NEW ORLEANS, LA (WVUE) - On Monday a federal appeals court ruled that the city's Confederate-era monuments can be removed.
Mayor Mitch Landrieu issued the following statement on the decision by the U.S. Fifth Circuit Court of Appeals:
"Today the Fifth Circuit Court of Appeals affirmed the City's ability to control its property. This win today will allow us to begin to turn a page on our divisive past and chart the course for a more inclusive future. Moving the location of these monuments—from prominent public places in our city where they are revered to a place where they can be remembered—changes only their geography, not our history. Symbols matter and should reflect who we are as a people. These monuments do not now, nor have they ever reflected the history, the strength, the richness, the diversity or the soul of New Orleans.
"These monuments will be preserved until an appropriate place to display them is determined.
"Once removed, we will have the opportunity to join together and select new unifying symbols that truly reflect who we are today."
In February 2015, Landrieu signed an ordinance calling for the relocation of four Confederate monuments from prominent locations in New Orleans: the Robert E. Lee statue at Lee Circle, the Jefferson Davis statue on Jefferson Davis Parkway, the P.G.T Beauregard equestrian statue on Esplanade at the entrance to City Park and the Battle of Liberty Place Monument at Iberville Street.
During a special meeting of the New Orleans City Council, an ordinance to declare the monuments public nuisances was considered at the request of council members Jason Rogers Williams, Jared C. Brossett, James Austin Gray II and Nadine M. Ramsey. The members of the City Council voted six to one in support of this ordinance.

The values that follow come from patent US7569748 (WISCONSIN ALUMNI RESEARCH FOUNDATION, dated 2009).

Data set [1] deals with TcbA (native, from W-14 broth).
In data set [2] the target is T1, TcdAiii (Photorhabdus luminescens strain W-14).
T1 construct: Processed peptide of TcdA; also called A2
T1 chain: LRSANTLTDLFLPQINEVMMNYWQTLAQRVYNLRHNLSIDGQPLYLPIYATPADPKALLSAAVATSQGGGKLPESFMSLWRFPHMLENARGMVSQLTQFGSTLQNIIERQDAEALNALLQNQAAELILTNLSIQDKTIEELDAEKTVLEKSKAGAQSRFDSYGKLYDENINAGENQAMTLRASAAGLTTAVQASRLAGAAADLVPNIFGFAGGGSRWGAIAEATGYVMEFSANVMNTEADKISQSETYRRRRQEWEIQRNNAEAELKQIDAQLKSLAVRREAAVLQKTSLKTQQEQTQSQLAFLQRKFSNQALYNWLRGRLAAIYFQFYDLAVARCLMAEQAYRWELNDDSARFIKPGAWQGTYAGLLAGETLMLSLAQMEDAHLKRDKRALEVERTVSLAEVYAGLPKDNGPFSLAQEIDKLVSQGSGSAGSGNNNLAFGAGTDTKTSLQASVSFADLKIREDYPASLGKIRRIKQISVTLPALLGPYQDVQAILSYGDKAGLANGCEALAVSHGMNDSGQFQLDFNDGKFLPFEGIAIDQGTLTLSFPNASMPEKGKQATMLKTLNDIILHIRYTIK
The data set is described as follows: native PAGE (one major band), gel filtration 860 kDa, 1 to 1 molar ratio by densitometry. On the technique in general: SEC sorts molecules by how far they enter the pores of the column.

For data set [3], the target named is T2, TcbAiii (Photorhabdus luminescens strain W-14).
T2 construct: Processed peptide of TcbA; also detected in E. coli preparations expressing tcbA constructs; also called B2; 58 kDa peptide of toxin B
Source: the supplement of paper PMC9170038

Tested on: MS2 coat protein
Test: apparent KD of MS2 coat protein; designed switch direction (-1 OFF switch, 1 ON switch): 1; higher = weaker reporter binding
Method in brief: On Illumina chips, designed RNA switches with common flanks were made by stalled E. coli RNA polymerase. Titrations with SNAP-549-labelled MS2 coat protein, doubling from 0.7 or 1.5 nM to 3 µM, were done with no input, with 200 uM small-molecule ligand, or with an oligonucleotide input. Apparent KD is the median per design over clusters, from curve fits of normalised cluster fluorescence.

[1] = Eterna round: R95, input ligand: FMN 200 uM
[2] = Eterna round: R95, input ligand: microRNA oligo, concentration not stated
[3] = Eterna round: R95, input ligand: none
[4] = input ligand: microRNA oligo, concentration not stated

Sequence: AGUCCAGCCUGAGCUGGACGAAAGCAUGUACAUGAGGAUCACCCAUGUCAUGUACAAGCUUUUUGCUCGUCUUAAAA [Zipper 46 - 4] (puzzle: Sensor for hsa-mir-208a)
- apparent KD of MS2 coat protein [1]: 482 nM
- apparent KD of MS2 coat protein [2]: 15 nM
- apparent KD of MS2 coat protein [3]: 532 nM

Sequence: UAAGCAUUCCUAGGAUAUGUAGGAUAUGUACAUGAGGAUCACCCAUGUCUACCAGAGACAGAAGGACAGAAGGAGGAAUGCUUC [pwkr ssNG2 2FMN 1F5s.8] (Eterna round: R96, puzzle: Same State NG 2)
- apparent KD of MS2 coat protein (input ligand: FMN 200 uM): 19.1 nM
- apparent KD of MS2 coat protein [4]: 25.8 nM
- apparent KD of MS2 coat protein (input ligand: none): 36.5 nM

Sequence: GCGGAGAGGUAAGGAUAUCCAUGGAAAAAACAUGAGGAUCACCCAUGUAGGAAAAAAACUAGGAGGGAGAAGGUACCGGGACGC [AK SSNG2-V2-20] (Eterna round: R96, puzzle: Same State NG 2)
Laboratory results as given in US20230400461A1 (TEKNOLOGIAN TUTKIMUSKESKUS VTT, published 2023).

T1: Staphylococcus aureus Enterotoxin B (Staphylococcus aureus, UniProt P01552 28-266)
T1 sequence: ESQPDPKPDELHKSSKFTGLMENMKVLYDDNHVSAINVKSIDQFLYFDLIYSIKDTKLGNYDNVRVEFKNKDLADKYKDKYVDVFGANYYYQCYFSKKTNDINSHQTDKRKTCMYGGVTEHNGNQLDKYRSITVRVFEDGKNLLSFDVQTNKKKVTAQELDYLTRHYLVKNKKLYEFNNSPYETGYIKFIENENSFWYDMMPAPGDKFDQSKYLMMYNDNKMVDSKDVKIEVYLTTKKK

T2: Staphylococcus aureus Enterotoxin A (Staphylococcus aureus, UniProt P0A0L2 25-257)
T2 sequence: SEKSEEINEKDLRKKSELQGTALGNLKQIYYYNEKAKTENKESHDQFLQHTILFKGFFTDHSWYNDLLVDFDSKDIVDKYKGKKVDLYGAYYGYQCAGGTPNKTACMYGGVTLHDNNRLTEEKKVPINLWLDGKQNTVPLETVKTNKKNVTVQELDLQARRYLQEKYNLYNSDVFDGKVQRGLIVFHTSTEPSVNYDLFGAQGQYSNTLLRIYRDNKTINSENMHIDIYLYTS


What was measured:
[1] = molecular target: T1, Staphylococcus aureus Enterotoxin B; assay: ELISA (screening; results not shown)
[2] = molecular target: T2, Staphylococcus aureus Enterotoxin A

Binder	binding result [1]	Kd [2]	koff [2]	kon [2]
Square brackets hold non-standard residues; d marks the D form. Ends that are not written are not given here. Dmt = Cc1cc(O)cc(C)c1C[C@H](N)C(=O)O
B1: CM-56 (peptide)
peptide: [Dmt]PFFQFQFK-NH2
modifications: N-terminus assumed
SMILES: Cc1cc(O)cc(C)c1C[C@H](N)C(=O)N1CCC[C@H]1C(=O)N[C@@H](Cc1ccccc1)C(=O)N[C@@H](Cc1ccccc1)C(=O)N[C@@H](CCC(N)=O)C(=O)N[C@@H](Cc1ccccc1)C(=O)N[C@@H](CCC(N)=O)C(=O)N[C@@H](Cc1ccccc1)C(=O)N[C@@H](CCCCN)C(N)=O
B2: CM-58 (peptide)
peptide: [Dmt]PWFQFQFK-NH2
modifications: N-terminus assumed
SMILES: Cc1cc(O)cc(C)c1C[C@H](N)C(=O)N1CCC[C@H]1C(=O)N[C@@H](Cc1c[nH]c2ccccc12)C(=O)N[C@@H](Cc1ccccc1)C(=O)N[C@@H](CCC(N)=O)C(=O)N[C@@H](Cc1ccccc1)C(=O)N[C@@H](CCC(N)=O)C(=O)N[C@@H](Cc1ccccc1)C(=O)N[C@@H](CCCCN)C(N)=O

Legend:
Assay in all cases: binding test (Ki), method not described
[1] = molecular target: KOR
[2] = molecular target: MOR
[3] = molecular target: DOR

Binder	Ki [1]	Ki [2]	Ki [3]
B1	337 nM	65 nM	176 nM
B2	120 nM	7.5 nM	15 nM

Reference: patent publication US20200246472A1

The city said it anticipates that private dollars will be used to pay for the removal of the monuments. It said bids for the removal will be released soon. The city will also now begin the legal process necessary to remove the Liberty Place monument, which is currently subject to a federal court order.
The city said once removed, the monuments will be stored in a city-owned warehouse until further plans can be developed for a park or museum site "where the monuments can be put in a fuller context."
In response to the court's ruling, the Monumental Task Force Committee, Inc., a group that supports keeping the monuments in place, released the following:
"Monumental Task Committee, Louisiana Landmarks Society, Foundation for Historical Louisiana and Beauregard Camp No. 130 are carefully reviewing the Fifth Circuit's decision, and appreciate the time and effort the panel of three judges spent reaching its conclusions and writing its opinion. The plaintiffs are obviously disappointed in the ruling, but note that the Court's own rules allow a party to ask all 14 active judges of the Fifth Circuit to reconsider the appeal. In fact, several of the Court's important decisions were initially made by a panel of three judges before a final determination by the full court. Monumental Task Committee, Louisiana Landmarks Society, Foundation for Historical Louisiana and Beauregard Camp No. 130 are weighing whether to ask for a rehearing en banc that will allow all the judges of the Fifth Circuit to take part in this critically important decision.
"Despite this setback, the non-profit organizations that filed the original suit will continue to argue that all the City's historic monuments and cultural sites should be preserved and protected, and that a more appropriate response to calls for the monuments' removal is a program to include explanatory plaques and markers to present these individuals in the context of their time. Furthermore, in anticipation of the 300th anniversary of the founding of New Orleans, these same organizations would like to work with the City in an ambitious effort to erect additional monuments and cultural sites that honor all those who participated in our City's history."